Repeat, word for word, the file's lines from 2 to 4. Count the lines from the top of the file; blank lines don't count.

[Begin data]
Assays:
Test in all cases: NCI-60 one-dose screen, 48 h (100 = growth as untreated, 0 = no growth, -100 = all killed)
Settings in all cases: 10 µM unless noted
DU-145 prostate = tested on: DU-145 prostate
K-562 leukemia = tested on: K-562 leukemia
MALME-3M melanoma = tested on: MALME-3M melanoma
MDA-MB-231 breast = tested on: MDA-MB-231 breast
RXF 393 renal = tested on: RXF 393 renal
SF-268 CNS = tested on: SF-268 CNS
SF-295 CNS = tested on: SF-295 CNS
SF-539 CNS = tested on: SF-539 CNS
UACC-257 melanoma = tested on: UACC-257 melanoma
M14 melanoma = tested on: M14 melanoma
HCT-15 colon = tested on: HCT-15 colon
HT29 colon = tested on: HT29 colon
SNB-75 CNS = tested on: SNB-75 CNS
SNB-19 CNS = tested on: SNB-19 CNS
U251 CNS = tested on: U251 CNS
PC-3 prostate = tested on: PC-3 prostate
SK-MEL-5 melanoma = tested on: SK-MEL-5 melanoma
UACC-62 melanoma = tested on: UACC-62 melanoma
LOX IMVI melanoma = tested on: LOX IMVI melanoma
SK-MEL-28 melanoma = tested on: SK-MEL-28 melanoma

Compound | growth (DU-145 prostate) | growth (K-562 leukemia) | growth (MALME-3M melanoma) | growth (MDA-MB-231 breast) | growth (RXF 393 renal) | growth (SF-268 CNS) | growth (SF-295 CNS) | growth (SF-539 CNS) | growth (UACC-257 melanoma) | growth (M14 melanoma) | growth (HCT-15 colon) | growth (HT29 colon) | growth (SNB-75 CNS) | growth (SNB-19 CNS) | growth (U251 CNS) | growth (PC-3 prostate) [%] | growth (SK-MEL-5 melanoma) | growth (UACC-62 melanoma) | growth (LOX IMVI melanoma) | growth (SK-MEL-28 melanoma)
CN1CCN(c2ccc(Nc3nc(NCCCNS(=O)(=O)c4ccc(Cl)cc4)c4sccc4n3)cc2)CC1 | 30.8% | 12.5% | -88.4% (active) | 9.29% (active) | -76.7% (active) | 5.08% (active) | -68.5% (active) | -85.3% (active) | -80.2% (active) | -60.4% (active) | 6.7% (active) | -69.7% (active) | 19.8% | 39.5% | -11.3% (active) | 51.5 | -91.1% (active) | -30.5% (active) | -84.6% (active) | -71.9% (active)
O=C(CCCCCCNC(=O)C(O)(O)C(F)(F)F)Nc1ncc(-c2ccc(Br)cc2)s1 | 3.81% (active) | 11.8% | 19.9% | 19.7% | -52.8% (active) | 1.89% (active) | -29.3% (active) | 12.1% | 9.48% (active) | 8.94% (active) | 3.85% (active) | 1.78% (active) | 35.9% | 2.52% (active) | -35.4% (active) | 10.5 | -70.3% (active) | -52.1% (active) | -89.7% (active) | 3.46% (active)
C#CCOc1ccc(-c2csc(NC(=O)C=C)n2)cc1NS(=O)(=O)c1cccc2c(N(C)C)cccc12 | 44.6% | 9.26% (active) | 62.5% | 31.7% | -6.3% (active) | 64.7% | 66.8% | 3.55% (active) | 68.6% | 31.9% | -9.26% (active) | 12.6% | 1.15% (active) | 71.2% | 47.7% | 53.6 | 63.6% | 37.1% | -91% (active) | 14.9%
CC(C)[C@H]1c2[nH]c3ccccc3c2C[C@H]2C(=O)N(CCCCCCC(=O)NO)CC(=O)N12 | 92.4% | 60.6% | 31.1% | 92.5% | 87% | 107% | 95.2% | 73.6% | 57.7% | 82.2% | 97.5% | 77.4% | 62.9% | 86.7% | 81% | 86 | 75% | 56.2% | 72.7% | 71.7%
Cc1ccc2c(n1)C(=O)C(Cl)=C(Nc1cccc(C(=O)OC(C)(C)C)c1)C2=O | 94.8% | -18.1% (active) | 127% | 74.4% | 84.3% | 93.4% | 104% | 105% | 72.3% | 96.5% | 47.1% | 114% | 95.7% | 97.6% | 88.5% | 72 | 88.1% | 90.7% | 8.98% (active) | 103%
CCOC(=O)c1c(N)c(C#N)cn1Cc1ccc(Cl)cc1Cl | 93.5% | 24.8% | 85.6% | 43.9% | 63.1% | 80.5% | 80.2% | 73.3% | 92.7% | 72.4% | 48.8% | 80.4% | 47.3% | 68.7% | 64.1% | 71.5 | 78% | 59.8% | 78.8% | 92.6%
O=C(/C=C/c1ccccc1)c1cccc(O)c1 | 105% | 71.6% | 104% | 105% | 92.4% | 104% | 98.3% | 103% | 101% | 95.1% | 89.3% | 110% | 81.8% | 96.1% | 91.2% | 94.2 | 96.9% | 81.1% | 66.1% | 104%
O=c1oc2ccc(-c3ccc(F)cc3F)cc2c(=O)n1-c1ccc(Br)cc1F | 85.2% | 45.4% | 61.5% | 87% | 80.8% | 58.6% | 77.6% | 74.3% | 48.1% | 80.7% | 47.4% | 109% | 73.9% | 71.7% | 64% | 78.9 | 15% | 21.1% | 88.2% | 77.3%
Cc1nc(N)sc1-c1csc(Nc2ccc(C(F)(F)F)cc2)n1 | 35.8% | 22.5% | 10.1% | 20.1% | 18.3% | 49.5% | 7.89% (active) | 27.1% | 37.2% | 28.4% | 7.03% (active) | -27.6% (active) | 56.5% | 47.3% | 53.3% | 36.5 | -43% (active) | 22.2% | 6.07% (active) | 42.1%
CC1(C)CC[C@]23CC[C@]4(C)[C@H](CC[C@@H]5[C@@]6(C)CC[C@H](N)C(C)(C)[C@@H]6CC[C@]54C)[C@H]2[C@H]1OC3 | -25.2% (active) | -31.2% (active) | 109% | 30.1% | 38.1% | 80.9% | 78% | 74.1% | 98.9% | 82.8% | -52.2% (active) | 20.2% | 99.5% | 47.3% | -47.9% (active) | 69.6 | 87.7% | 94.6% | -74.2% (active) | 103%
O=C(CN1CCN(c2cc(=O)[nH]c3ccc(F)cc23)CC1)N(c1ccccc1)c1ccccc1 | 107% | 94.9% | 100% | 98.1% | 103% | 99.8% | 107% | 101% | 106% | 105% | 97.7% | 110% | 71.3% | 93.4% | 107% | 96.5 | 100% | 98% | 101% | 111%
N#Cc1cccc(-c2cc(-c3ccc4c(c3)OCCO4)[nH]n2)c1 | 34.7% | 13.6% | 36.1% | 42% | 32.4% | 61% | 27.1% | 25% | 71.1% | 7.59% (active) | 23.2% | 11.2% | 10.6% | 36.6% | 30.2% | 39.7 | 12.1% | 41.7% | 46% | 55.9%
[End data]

Test in all cases: NCI-60 one-dose screen, 48 h (100 = growth as untreated, 0 = no growth, -100 = all killed)
Settings in all cases: 10 µM unless noted
DU-145 prostate = tested on: DU-145 prostate